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Ed Dixon, Sally Ann Triplet, A Pound in Your Pocket

Feinstein’s/54 Below will present the rarely heard musical Pound in Your Pocket as part of its popular Second Act Series on Wednesday, January 24th at 7:00pm. The very first collaboration from acclaimed songwriters Charles Strouse and Lee Adams, best known for Bye, Bye, Birdie and Applause.  A Pound In Your Pocket is a delightful, Dickensian story about friendship and redemption. Strouse will be on hand at the one-night-only concert to greet fans and sign copies of his memoir, Put On A Happy Face.

Best known for his Tony Award-winning score for Annie, there may be no other living composer whose work is as integrated into the popular culture. A three-time Tony Award-winner, Charles Strouse’s music has touched the life of almost every American in the last half century. From the classic “Once Upon a Time” to the rocking score of Bye, Bye, Birdie (Tony Award), his celebrated songs are an essential part of the American songbook. A graduate of The Eastman School of Music, Charles studied composition with Aaron Copland, and Nadia Boulanger. Like most composers, he found himself playing in bar rooms and strip-clubs (a particular boon for one who was to write the music for the film The Night They Raided Minsky’s). Having previously composed chamber music, two piano concertos, a string quartet and two operas, Charles met Lee Adams, with whom he would collaborate on more than ten musicals including It’s a Bird… It’s a Plane… It’s Superman, (Tony nomination), Golden Boy (Tony nomination) and the Tony-winning Applause. Charles has received the Richard Rodgers, Oscar Hammerstein, and Leonard Bernstein awards for musical achievement. In addition to Adams, Charles has collaborated with an array of celebrated songwriters such as Alan Jay Lerner (Dance A Little Closer), Sammy Cahn (Bojangles), Stephen Schwartz (Rags), Hal David (Lady For A Day), Richard Maltby, Jr. (Nick and Nora) and more.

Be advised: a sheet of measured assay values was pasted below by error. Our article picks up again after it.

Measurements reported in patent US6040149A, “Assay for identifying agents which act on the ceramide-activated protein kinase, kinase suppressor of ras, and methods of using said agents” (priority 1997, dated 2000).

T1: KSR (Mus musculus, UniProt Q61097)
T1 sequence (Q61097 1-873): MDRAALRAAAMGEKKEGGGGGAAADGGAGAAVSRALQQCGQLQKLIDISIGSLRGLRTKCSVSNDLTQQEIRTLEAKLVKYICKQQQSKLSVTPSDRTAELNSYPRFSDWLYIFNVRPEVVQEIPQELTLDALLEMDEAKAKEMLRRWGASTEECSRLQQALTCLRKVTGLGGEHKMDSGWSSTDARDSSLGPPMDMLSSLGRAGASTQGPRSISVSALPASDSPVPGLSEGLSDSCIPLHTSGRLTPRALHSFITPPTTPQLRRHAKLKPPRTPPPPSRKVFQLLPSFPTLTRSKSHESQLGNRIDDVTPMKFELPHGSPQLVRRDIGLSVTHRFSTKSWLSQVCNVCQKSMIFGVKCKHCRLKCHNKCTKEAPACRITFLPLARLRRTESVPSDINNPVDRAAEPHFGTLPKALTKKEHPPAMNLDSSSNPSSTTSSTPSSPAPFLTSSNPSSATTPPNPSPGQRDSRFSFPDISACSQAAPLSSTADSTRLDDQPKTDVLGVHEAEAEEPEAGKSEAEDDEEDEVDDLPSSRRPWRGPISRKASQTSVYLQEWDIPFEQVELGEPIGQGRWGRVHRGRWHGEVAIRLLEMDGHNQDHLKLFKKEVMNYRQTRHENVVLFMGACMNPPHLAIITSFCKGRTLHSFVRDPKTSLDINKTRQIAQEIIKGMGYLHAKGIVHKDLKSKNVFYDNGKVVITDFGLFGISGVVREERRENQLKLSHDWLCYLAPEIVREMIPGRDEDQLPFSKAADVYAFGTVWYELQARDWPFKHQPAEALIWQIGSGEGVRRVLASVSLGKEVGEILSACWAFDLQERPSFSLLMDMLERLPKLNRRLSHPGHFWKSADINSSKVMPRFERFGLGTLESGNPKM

When Strouse first met Adams, 1949, neither knew what would happen next. 68 years and three Tony Awards later, Strouse and Adams are one of the most celebrated and prolific teams in musical theatre. Now, an all-star cast will celebrate their very first collaboration, the delightful and rarely heard A Pound In Your Pocket. With a delectable score that launched Strouse and Adams’ legendary career and an all-star cast, the charming and intimate musical is sure to be considered a newly-discovered classic to warm your hearts this winter.

Ed Dixon, Sally Ann Triplet, A Pound in Your Pocket

Ed Dixon, Sally Ann Triplett